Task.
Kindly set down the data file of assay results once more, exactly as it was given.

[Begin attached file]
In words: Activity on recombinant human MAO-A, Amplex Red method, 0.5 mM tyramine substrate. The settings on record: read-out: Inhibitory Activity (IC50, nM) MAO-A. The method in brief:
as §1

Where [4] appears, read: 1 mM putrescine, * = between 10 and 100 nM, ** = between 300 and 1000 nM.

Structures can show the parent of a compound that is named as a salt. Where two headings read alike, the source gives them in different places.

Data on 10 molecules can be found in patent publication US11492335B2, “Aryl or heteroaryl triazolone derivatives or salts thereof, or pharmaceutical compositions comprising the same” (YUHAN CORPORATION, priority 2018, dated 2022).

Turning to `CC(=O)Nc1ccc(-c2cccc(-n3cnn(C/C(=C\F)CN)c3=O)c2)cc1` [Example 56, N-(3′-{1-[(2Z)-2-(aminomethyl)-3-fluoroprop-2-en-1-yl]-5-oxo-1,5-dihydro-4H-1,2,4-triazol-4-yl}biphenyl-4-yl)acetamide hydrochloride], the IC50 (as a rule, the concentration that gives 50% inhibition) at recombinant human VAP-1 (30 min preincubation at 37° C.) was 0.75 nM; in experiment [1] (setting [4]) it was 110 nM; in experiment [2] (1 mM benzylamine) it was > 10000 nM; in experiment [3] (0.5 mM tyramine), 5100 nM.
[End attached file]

In words: Activity on recombinant human MAO-A, Amplex Red method, 0.5 mM tyramine substrate. The settings on record: read-out: Inhibitory Activity (IC50, nM) MAO-A. The method in brief:
as §1

Where [4] appears, read: 1 mM putrescine, * = between 10 and 100 nM, ** = between 300 and 1000 nM.

Structures can show the parent of a compound that is named as a salt. Where two headings read alike, the source gives them in different places.

Data on 10 molecules can be found in patent publication US11492335B2, “Aryl or heteroaryl triazolone derivatives or salts thereof, or pharmaceutical compositions comprising the same” (YUHAN CORPORATION, priority 2018, dated 2022).

Turning to `CC(=O)Nc1ccc(-c2cccc(-n3cnn(C/C(=C\F)CN)c3=O)c2)cc1` [Example 56, N-(3′-{1-[(2Z)-2-(aminomethyl)-3-fluoroprop-2-en-1-yl]-5-oxo-1,5-dihydro-4H-1,2,4-triazol-4-yl}biphenyl-4-yl)acetamide hydrochloride], the IC50 (as a rule, the concentration that gives 50% inhibition) at recombinant human VAP-1 (30 min preincubation at 37° C.) was 0.75 nM; in experiment [1] (setting [4]) it was 110 nM; in experiment [2] (1 mM benzylamine) it was > 10000 nM; in experiment [3] (0.5 mM tyramine), 5100 nM.